The Netherlands wants the US, Britain and France to clarify claims that they decided to cancel airstrikes on Serbian targets during the Yugoslavian civil war without telling the Dutch.
Dutch peacekeepers were in charge in the Muslim enclave of Srebrenica which fell to Serb forces on July 11, 1995. The Serbs then massacred up to 8,000 men and boys, some of whom were sent out of the Dutch military compound.
US documents shown in an Argos television documentary on Tuesday revealed the decision to cancel UN airstrikes was taken by the US, France and Britain in May 1995, but no one told the Dutch.
This failure of the UN to provide air support to the Dutch peacekeepers in the face of the Serbian onslaught has never before been properly explained. The information in the documentary is based on hundreds of US documents made public in 2013.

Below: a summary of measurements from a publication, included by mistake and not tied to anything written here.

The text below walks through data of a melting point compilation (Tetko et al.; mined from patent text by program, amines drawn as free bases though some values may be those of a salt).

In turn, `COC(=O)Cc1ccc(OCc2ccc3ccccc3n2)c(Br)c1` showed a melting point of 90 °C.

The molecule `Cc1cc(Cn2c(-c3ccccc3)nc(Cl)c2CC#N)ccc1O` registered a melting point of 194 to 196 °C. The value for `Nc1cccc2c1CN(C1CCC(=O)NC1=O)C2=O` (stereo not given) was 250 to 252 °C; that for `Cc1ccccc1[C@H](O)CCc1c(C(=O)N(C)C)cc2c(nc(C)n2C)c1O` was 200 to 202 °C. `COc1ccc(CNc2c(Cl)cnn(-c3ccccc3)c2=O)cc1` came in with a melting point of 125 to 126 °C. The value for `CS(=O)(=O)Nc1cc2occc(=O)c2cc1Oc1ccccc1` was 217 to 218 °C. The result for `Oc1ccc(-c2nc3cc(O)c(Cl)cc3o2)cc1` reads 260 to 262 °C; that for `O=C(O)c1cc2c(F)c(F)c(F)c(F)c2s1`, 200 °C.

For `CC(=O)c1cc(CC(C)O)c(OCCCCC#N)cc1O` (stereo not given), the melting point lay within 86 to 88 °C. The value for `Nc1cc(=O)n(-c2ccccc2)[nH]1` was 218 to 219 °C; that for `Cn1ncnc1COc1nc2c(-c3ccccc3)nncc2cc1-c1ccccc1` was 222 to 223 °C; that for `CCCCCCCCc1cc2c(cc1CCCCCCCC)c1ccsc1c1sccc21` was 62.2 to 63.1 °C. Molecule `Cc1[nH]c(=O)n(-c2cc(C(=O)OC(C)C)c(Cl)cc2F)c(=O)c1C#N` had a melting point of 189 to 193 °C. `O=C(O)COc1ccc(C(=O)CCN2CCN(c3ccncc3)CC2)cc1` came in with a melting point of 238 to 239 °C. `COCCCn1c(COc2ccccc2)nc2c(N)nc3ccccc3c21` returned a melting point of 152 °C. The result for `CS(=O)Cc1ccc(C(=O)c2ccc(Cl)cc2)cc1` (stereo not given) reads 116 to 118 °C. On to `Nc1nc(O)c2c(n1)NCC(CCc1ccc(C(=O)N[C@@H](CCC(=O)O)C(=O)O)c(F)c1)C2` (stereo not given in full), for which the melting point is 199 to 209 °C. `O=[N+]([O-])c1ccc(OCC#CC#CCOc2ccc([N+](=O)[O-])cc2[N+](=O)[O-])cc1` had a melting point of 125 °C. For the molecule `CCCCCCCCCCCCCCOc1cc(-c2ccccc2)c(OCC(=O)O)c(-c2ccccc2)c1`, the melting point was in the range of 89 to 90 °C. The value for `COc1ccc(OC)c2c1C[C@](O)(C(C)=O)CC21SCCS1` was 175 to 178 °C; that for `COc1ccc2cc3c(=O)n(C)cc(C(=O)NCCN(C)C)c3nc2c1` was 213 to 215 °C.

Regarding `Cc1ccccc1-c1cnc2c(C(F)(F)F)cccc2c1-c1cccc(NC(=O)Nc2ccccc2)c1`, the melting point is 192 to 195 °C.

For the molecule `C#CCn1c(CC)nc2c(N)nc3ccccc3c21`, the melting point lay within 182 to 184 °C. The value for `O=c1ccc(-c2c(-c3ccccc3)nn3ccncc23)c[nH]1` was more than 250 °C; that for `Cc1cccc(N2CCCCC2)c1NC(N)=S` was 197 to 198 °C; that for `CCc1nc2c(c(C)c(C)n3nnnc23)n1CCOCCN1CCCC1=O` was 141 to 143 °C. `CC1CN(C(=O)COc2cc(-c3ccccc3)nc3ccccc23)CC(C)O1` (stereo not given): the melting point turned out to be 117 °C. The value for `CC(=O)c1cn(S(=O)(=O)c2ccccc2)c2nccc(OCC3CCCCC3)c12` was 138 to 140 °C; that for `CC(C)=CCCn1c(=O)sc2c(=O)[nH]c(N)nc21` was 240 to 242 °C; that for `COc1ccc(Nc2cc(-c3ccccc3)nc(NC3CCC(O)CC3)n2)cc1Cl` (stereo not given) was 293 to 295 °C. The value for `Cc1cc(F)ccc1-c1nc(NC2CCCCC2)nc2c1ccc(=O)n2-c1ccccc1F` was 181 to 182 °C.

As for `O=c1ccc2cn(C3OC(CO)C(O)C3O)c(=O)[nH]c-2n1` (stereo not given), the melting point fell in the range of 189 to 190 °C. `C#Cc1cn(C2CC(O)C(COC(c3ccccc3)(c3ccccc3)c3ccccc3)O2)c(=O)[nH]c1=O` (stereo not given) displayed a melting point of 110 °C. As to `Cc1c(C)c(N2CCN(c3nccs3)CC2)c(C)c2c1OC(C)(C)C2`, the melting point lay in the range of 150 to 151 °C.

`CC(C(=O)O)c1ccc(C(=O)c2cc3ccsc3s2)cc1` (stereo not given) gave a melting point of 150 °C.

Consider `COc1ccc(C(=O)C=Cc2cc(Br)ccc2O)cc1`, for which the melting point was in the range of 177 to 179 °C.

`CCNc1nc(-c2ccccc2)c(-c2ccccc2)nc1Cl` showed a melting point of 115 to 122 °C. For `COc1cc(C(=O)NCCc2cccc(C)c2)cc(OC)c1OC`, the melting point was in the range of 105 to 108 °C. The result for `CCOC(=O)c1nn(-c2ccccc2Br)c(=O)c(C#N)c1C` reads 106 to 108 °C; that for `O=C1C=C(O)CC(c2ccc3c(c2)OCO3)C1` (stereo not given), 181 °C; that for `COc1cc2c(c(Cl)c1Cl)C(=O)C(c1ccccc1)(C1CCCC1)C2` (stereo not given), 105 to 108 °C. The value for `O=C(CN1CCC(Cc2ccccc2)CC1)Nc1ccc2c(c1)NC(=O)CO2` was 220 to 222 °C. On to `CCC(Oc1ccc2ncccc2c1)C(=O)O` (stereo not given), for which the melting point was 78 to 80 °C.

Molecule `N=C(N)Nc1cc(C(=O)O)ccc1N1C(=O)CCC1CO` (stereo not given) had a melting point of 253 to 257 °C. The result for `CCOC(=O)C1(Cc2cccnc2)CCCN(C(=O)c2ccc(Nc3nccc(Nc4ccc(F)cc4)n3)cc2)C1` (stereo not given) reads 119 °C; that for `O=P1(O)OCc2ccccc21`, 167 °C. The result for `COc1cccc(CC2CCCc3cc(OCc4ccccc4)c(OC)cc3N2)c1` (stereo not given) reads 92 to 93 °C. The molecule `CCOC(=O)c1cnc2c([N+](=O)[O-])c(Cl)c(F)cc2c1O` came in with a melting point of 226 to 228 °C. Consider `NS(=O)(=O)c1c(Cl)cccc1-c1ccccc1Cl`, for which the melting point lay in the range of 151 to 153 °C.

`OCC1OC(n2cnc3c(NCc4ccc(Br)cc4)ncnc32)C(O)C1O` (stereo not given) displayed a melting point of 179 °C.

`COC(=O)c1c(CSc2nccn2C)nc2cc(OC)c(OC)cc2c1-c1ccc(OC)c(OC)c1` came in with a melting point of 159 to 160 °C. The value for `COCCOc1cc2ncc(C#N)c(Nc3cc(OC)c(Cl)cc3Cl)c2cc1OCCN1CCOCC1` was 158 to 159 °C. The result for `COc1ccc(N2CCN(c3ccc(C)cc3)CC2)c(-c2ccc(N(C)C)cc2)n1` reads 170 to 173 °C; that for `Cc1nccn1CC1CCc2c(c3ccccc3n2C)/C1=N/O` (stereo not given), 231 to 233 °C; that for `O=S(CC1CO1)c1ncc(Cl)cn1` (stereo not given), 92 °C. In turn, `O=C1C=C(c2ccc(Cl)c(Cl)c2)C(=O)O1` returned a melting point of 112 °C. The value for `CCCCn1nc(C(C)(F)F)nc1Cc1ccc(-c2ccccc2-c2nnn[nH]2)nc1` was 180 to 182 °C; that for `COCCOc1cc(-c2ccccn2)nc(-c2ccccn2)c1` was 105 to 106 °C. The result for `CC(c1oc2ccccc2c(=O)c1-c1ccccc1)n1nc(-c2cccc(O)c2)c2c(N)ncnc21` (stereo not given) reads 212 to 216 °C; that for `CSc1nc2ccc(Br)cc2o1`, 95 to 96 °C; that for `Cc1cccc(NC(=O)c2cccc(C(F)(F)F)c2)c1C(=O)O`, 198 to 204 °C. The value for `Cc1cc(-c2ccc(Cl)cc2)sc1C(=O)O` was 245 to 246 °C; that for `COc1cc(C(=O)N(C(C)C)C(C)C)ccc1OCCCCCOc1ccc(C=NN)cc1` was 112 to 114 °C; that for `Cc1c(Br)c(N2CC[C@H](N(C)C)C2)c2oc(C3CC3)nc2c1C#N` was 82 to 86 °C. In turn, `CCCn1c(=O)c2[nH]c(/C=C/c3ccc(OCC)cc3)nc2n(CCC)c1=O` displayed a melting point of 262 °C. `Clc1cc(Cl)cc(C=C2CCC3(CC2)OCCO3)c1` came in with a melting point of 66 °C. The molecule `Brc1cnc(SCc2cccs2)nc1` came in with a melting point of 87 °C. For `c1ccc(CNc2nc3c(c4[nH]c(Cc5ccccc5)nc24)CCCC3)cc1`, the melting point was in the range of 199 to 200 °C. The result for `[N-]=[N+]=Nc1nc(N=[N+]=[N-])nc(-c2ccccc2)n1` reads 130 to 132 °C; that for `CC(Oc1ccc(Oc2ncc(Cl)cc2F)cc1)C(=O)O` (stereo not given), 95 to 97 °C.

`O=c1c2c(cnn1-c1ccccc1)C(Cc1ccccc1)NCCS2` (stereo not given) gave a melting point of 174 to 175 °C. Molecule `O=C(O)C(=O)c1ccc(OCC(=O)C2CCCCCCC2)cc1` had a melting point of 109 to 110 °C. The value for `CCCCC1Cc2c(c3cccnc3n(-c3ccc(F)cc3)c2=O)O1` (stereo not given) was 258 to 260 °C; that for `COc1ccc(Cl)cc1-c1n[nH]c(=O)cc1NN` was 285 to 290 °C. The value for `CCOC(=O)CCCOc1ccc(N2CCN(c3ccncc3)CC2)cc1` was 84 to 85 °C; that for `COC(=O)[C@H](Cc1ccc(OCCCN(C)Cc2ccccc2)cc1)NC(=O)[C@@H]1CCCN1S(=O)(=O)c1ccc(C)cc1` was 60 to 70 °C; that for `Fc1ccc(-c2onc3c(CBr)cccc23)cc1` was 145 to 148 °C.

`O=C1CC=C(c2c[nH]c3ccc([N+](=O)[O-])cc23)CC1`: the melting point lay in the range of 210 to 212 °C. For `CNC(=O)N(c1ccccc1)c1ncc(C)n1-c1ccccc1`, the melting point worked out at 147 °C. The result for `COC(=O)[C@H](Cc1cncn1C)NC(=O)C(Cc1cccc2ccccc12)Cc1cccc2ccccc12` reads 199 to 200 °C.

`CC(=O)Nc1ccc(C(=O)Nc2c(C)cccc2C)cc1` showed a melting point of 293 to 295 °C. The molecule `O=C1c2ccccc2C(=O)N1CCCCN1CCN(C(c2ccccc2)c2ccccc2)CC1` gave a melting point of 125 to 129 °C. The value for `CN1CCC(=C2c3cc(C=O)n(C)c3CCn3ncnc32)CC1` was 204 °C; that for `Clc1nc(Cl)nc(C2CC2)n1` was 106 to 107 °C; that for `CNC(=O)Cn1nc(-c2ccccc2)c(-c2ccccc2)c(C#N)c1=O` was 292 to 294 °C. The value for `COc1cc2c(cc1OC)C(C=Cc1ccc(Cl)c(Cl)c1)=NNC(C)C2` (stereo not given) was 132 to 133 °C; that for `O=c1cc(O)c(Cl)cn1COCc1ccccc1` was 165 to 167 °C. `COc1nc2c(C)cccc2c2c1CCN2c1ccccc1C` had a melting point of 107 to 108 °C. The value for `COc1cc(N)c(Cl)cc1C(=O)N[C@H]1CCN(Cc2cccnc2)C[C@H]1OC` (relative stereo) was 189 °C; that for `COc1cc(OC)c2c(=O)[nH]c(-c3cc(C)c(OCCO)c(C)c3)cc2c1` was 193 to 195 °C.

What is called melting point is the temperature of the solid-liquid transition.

Defence minister Jeanine Hennis said the claims in the programme are ‘notable’ and that she would investigate further. ‘I must and will discuss this with our allies,’ she said. ‘I cannot ignore what I saw [on television] yesterday.’
The Dutch troops in Srebrenica, known as Dutchbat, asked nine times for air support but the UN did not finally agree until July 10, Joris Voorhoeve, defence minister at the time, said earlier this year.
He told RTL news that UN officials said 40 aircraft would be sent to knock out the Serbian artillery. However, this did not happen. Four aircraft came on July 11 but this was not only too late, but made life extremely dangerous for the 40,000 people in the enclave, he said.